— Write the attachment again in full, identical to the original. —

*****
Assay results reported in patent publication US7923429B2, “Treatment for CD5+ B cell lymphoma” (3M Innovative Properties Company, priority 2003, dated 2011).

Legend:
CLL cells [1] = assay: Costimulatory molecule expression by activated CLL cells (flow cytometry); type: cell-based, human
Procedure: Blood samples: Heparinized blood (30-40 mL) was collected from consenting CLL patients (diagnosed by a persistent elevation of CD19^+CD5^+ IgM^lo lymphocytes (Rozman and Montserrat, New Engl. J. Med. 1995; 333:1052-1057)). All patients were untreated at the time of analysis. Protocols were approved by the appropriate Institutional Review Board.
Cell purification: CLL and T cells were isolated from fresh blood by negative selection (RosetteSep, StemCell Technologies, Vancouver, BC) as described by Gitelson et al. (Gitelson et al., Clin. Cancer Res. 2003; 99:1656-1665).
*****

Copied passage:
Assay results reported in patent publication US7923429B2, “Treatment for CD5+ B cell lymphoma” (3M Innovative Properties Company, priority 2003, dated 2011).

Legend:
CLL cells [1] = assay: Costimulatory molecule expression by activated CLL cells (flow cytometry); type: cell-based, human
Procedure: Blood samples: Heparinized blood (30-40 mL) was collected from consenting CLL patients (diagnosed by a persistent elevation of CD19^+CD5^+ IgM^lo lymphocytes (Rozman and Montserrat, New Engl. J. Med. 1995; 333:1052-1057)). All patients were untreated at the time of analysis. Protocols were approved by the appropriate Institutional Review Board.
Cell purification: CLL and T cells were isolated from fresh blood by negative selection (RosetteSep, StemCell Technologies, Vancouver, BC) as described by Gitelson et al. (Gitelson et al., Clin. Cancer Res. 2003; 99:1656-1665).